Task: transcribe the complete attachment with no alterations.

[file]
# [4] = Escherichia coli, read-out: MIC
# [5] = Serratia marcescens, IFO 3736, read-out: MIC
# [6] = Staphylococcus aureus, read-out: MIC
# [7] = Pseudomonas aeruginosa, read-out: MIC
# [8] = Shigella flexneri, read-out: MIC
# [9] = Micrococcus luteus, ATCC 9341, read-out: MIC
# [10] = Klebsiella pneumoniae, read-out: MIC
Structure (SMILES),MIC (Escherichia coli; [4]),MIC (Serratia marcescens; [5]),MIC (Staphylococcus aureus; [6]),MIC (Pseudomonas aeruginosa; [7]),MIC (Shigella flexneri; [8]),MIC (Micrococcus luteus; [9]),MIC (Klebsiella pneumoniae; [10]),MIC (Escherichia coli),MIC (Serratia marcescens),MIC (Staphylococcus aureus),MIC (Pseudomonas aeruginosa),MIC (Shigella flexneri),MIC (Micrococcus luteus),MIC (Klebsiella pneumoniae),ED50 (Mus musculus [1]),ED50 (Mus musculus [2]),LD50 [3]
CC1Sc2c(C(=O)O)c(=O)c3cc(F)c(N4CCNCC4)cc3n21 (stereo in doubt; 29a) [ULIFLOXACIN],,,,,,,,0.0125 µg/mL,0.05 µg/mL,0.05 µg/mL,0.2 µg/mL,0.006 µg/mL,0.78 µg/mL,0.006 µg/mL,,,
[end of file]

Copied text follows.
# [4] = Escherichia coli, read-out: MIC
# [5] = Serratia marcescens, IFO 3736, read-out: MIC
# [6] = Staphylococcus aureus, read-out: MIC
# [7] = Pseudomonas aeruginosa, read-out: MIC
# [8] = Shigella flexneri, read-out: MIC
# [9] = Micrococcus luteus, ATCC 9341, read-out: MIC
# [10] = Klebsiella pneumoniae, read-out: MIC
Structure (SMILES),MIC (Escherichia coli; [4]),MIC (Serratia marcescens; [5]),MIC (Staphylococcus aureus; [6]),MIC (Pseudomonas aeruginosa; [7]),MIC (Shigella flexneri; [8]),MIC (Micrococcus luteus; [9]),MIC (Klebsiella pneumoniae; [10]),MIC (Escherichia coli),MIC (Serratia marcescens),MIC (Staphylococcus aureus),MIC (Pseudomonas aeruginosa),MIC (Shigella flexneri),MIC (Micrococcus luteus),MIC (Klebsiella pneumoniae),ED50 (Mus musculus [1]),ED50 (Mus musculus [2]),LD50 [3]
CC1Sc2c(C(=O)O)c(=O)c3cc(F)c(N4CCNCC4)cc3n21 (stereo in doubt; 29a) [ULIFLOXACIN],,,,,,,,0.0125 µg/mL,0.05 µg/mL,0.05 µg/mL,0.2 µg/mL,0.006 µg/mL,0.78 µg/mL,0.006 µg/mL,,,